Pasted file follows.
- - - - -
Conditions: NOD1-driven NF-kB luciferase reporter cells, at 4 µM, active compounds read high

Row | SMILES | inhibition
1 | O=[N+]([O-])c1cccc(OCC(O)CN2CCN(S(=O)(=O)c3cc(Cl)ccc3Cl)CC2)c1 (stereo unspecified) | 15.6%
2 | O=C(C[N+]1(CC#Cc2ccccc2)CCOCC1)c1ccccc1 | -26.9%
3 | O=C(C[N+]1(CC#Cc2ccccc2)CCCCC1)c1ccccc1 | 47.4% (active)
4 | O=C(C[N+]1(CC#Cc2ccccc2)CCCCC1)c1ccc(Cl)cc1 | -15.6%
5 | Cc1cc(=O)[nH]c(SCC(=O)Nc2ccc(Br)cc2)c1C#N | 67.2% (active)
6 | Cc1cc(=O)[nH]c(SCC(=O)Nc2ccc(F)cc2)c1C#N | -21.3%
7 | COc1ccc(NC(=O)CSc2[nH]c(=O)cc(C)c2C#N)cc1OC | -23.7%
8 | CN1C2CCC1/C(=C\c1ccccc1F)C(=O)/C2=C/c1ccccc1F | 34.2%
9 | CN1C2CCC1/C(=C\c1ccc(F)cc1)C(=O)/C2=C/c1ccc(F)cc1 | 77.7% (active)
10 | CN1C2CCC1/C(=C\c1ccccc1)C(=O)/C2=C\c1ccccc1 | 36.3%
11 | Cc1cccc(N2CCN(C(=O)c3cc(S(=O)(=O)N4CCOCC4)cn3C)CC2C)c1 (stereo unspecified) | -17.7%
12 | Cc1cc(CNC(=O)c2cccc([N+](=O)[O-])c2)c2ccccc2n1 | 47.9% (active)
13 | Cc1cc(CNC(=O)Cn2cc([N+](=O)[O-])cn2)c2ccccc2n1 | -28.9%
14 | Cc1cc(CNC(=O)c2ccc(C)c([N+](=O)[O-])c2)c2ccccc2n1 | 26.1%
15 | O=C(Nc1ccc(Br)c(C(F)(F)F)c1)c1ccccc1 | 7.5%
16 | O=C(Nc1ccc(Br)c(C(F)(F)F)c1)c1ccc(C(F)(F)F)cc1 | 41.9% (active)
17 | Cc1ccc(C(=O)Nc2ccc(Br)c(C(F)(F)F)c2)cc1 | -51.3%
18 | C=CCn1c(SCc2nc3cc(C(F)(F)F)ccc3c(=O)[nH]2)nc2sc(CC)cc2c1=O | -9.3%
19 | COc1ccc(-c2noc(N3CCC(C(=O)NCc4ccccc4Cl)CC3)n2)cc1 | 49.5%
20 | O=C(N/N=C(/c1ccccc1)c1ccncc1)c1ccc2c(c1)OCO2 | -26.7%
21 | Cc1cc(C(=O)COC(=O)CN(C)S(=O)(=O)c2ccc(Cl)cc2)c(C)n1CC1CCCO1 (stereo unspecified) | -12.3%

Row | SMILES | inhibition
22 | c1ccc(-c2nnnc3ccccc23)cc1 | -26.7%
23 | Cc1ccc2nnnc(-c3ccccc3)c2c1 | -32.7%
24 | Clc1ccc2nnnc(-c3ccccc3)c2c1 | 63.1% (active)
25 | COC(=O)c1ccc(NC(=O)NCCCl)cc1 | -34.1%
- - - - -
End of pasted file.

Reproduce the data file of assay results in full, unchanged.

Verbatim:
Conditions: NOD1-driven NF-kB luciferase reporter cells, at 4 µM, active compounds read high

Row | SMILES | inhibition
1 | O=[N+]([O-])c1cccc(OCC(O)CN2CCN(S(=O)(=O)c3cc(Cl)ccc3Cl)CC2)c1 (stereo unspecified) | 15.6%
2 | O=C(C[N+]1(CC#Cc2ccccc2)CCOCC1)c1ccccc1 | -26.9%
3 | O=C(C[N+]1(CC#Cc2ccccc2)CCCCC1)c1ccccc1 | 47.4% (active)
4 | O=C(C[N+]1(CC#Cc2ccccc2)CCCCC1)c1ccc(Cl)cc1 | -15.6%
5 | Cc1cc(=O)[nH]c(SCC(=O)Nc2ccc(Br)cc2)c1C#N | 67.2% (active)
6 | Cc1cc(=O)[nH]c(SCC(=O)Nc2ccc(F)cc2)c1C#N | -21.3%
7 | COc1ccc(NC(=O)CSc2[nH]c(=O)cc(C)c2C#N)cc1OC | -23.7%
8 | CN1C2CCC1/C(=C\c1ccccc1F)C(=O)/C2=C/c1ccccc1F | 34.2%
9 | CN1C2CCC1/C(=C\c1ccc(F)cc1)C(=O)/C2=C/c1ccc(F)cc1 | 77.7% (active)
10 | CN1C2CCC1/C(=C\c1ccccc1)C(=O)/C2=C\c1ccccc1 | 36.3%
11 | Cc1cccc(N2CCN(C(=O)c3cc(S(=O)(=O)N4CCOCC4)cn3C)CC2C)c1 (stereo unspecified) | -17.7%
12 | Cc1cc(CNC(=O)c2cccc([N+](=O)[O-])c2)c2ccccc2n1 | 47.9% (active)
13 | Cc1cc(CNC(=O)Cn2cc([N+](=O)[O-])cn2)c2ccccc2n1 | -28.9%
14 | Cc1cc(CNC(=O)c2ccc(C)c([N+](=O)[O-])c2)c2ccccc2n1 | 26.1%
15 | O=C(Nc1ccc(Br)c(C(F)(F)F)c1)c1ccccc1 | 7.5%
16 | O=C(Nc1ccc(Br)c(C(F)(F)F)c1)c1ccc(C(F)(F)F)cc1 | 41.9% (active)
17 | Cc1ccc(C(=O)Nc2ccc(Br)c(C(F)(F)F)c2)cc1 | -51.3%
18 | C=CCn1c(SCc2nc3cc(C(F)(F)F)ccc3c(=O)[nH]2)nc2sc(CC)cc2c1=O | -9.3%
19 | COc1ccc(-c2noc(N3CCC(C(=O)NCc4ccccc4Cl)CC3)n2)cc1 | 49.5%
20 | O=C(N/N=C(/c1ccccc1)c1ccncc1)c1ccc2c(c1)OCO2 | -26.7%
21 | Cc1cc(C(=O)COC(=O)CN(C)S(=O)(=O)c2ccc(Cl)cc2)c(C)n1CC1CCCO1 (stereo unspecified) | -12.3%

Row | SMILES | inhibition
22 | c1ccc(-c2nnnc3ccccc23)cc1 | -26.7%
23 | Cc1ccc2nnnc(-c3ccccc3)c2c1 | -32.7%
24 | Clc1ccc2nnnc(-c3ccccc3)c2c1 | 63.1% (active)
25 | COC(=O)c1ccc(NC(=O)NCCCl)cc1 | -34.1%